CB1 receptors are expressed throughout the brain and the spinal cord, where they modulate neurotransmitter release such as inhibition of glutamate release by spinal cord interneurons [29, 30]. There is also evidence for CB1 expression on nociceptors in the periphery [31]. However, CB1 receptors almost exclusively mediate cannabis-related psychotropic effects, catalepsy and motor ataxia [29]. Hence, activation of CB2 receptors for pain relief is preferable to CB1 to avoid centrally-mediated psychotropic effects, and suppress the peripheral and central sensitization events that facilitate chronic pain development. NMP-7 fits this pharmacological profile as it binds to CB2 receptors with higher affinity than CB1 [24], and because of the inability of the CB1 receptor antagonist AM281 to prevent NMP-7 action in vivo.


Taken together, NMP-7 mediates a pronounced analgesic effect that is dependent on T-type CaV3.2 channels and CB2 receptors, and appears to cause no nonspecific motor effects at the therapeutic doses. Hence, T-type calcium channel blockers with CB2 agonist activity such as NMP-7 may be a viable avenue for the development of new chronic pain drugs.


Drugs and reagents

NMP-7 was synthesized at the Core Laboratory for Neuromolecular Production at the University of Montana. NMP-7 was dissolved in DMSO (to a maximum of 5%) and PBS. Selective CB1 antagonist AM281, irreversible inhibitor of monoacylglycerol lipase JZL184 [32, 33], selective CB2 antagonist AM630, and the irreversible inhibitor of fatty acid amide hydrolase URB597 [34] were provided by Cayman Chemical, and dissolved in phosphate buffered saline (PBS) and dimethyl sulfoxide (DMSO) to 5%. Complete Freund’s Adjuvant (CFA), o-Dianisidine and DMSO were supplied by Sigma Aldrich. The myeloperoxidase (MPO) assay standard was supplied by Calbiochem (EMD Millipore).

Animals and drug treatment

Experiments were conducted in accordance with a protocol approved by the University of Calgary’s Institutional Animal Care and Use Committee, and all efforts were made to minimize animal suffering according to the policies and recommendations of the International Association for the Study of Pain. Adult male C57BL/6 J (wild-type) or CACNA1H knockout (Cav3.2 null) mice (20-25 g, 6–8 weeks) were used and purchased from the Jackson Laboratory. Animals were housed at a maximum of five per cage (30 × 20 × 15 cm) with ad libitum access to food and water. Animals were kept in controlled temperature of 23 ± 1°C on a 12 h light/dark cycles (lights on at 7:00 a.m.). When drugs were delivered by intraperitoneal (i.p.) and intragastric (i.g.) routes, a constant volume of 10 ml/kg body weight was injected. Appropriate vehicle-treated groups were also assessed simultaneously. All compounds, including NMP-7, were dissolved in DMSO to a maximum 5% concentration, and PBS. Control animals received PBS +5% DMSO, and sham animals received no drug or vehicle. Choices of drug doses were based on previous literature [35] and from pilot experiments.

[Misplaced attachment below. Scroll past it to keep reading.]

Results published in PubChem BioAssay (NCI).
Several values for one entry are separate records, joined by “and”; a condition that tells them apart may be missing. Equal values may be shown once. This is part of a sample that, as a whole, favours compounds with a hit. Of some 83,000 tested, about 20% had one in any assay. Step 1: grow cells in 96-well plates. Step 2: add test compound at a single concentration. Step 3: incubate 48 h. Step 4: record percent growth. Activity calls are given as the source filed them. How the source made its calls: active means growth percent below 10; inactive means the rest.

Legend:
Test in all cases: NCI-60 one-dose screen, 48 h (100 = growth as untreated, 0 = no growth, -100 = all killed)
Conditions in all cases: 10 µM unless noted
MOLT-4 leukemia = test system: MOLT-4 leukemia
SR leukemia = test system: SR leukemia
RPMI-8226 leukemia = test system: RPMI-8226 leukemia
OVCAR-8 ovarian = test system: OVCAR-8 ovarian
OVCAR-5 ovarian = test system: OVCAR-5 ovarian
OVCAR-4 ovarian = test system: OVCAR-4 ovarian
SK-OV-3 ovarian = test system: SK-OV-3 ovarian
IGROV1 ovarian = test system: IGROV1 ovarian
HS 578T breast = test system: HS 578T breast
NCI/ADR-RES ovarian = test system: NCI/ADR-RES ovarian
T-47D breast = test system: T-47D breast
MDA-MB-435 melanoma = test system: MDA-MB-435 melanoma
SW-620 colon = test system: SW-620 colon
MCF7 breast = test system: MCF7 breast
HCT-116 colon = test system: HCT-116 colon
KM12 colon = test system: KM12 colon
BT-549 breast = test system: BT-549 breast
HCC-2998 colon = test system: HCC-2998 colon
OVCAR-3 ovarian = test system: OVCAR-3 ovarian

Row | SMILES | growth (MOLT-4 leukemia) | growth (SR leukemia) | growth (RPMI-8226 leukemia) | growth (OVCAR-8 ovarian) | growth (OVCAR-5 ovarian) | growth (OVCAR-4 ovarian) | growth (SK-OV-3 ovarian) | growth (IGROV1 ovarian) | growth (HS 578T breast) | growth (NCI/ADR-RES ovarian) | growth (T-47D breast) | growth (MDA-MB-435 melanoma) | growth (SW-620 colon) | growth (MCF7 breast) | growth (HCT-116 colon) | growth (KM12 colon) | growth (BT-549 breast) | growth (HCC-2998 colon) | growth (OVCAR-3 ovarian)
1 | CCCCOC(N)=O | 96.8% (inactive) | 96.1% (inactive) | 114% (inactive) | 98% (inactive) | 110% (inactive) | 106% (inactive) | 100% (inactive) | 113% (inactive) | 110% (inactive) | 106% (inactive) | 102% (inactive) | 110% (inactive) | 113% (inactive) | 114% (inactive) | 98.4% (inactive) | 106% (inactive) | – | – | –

CFA-induced persistent inflammatory pain

To induce inflammatory chronic pain and paw swelling, mice received a 20-μl injection of CFA subcutaneously in the plantar surface of the right hindpaw (intraplantarily, Control groups received 20 μl of PBS in the right hindpaw. This CFA treatment produces significant paw inflammation with accompanying hyperalgesia. Animals received NMP-7 either intraperitoneally (0.03 to 0.3 mg/kg) or intragastrically (1 to 10 mg/kg) 3 days post-CFA injection.

Neuropathic pain induced by sciatic nerve injury

To induce chronic neuropathic pain, mouse sciatic nerves were ligated according to Malmberg and Basbaum [36]. Briefly, mice were anesthetized under 4% isoflurane, and held at 2.5% for the remainder of the surgery. The sciatic nerve was exposed, and the distal one-third to one-half section of the dorsal side of the nerve was transected and tightly tied with silk sutures. Sciatic nerves were exposed in sham-operated mice, but not tied. NMP-7 was administered intraperitoneally (0.3 mg/kg) two weeks post-surgery prior to testing mechanical withdrawal thresholds. Investigators were blind to treatment conditions when measurements were performed.

Measurement of mechanical hyperalgesia

For both the inflammatory and neuropathic pain models, mechanical hyperalgesia was measured using the Dynamic Plantar Aesthesiometer (Ugo Basile, Varese, Italy). Animals were placed individually in a small, enclosed testing arena (20 cm × 18.5 cm × 13 cm, length × width × height) on top of a wire mesh grid. Mice were allowed to acclimate for a period of at least 90 minutes. The aesthesiometer device was positioned beneath the animal such that the filament was directly under the plantar surface of the ipsilateral hind paw. Each paw was tested three to four times per session, and measurements taken before the injuries were considered baseline measurements (B). Mice that had not developed persistent inflammatory or chronic neuropathic pain were excluded prior to treatment.

Peripheral inflammation assays